As the world continues to deal with the impact of COVID-19, you might be wondering how you can improve your English skills with less opportunity to practise them.
The good news is, you can easily work on your English from the comfort of your home. And, if you’re getting sick of looking at a computer screen, there are plenty of ways to take your practice offline. We’ve put together a list of tips to help you keep studying, learning and putting your skills to good use, many of which are laptop-free. By the end of lockdown, you’ll be able to notice the difference, having built on your English language knowledge and boosted your confidence to an impressive new level.
Reading and writing
An obvious, yet sometimes overlooked way to practise your English skills is to read and write as often as you can. Find something that you can read, even if it’s slowly, and keep your English dictionary to hand. If you stumble on a word you’re not sure of, look it up and make a note in your workbook of the word, it’s meaning and translation in your first language. Writing things out is a good way to store new information in the brain and reading helps in learning new words and their meanings in the context of a sentence.
Grab a newspaper written in English and set yourself the task of translating an article each day into your own language. This is a great way to learn about individual words, as well as sentence structure, context and tone while writing. This important skill helps to vastly improve your written English skills and gives you a more in-depth vocabulary. It’s also a great way to learn more about what’s happening where you are and around the world.
If you’re living with housemates, it’s the perfect opportunity for all of you to practise together. Perhaps some of your housemates speak English as their first language. Even better! Rope them in with the promise of good food and delicious drinks and perhaps bring some of your homework to practise on them. Speaking with others is a great way to improve your confidence and helps you to learn where you should improve.
Don’t panic if you live by yourself! Try a video chat (see our final tip) or try recording yourself. You can choose a passage you’re working on – something you want to be able to say more confidently – and record yourself speaking into the camera. Not only will you be able to hear the improvement as you practise, but it’ll help you understand where you could improve and look for specific resources to help you with the more difficult aspects of learning a new language.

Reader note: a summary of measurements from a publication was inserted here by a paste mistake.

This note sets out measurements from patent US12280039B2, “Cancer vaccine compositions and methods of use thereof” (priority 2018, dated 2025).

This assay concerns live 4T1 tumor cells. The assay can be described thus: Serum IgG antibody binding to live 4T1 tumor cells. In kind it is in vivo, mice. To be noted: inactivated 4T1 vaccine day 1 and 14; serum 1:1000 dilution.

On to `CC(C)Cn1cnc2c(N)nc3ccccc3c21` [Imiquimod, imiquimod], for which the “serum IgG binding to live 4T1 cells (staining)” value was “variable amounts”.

Another productive way to make the most of so much time inside is to grab a pad of sticky notes, go around your space and label everything in English. Sticky notes don’t leave a residue on your precious things but being surrounded by the language you’re trying to learn is a proven technique for consciously and subconsciously improving your recall of new words and phrases. You can even laminate something you’re trying to learn and pop it in the shower. Repetition is another proven tool for cementing new knowledge into your brain.
If you have someone who would also benefit from learning English, such as your parents, siblings or friends, why not ask if they would like to learn with you? A great way to better understand things is to try and teach them to someone else. Sometimes this can highlight gaps in your knowledge, which will help you learn where you can focus your efforts. Often though, you’ll surprise yourself with how much you know and you’ll be helping the other person learn a skill they can use for life. Everyone wins!
In these unprecedented times, so many people have been reaching out to others to offer online versions of their training programs. This is a great time to be learning or perfecting a new language online. Do a little research and find an online learning tool that starts at your level and slowly builds up, so you don’t end up feeling overwhelmed. The Pearson Test of English (PTE) Academic website, for example, has a collection of great resources designed to help you improve your English and prepare for the test.
Zoom, FaceTime, Houseparty, WhatsApp, Skype and several other apps and platforms offer high quality, user-friendly video chat that can accommodate whole groups of people online at once. Get creative and practise chatting with fellow students who also want to improve their speaking skills. It doesn’t have to be boring either! Find a theme for each session, find games to play, test each other, try fancy dress, whatever you feel will make it fun so that everyone enjoys it and comes back next week.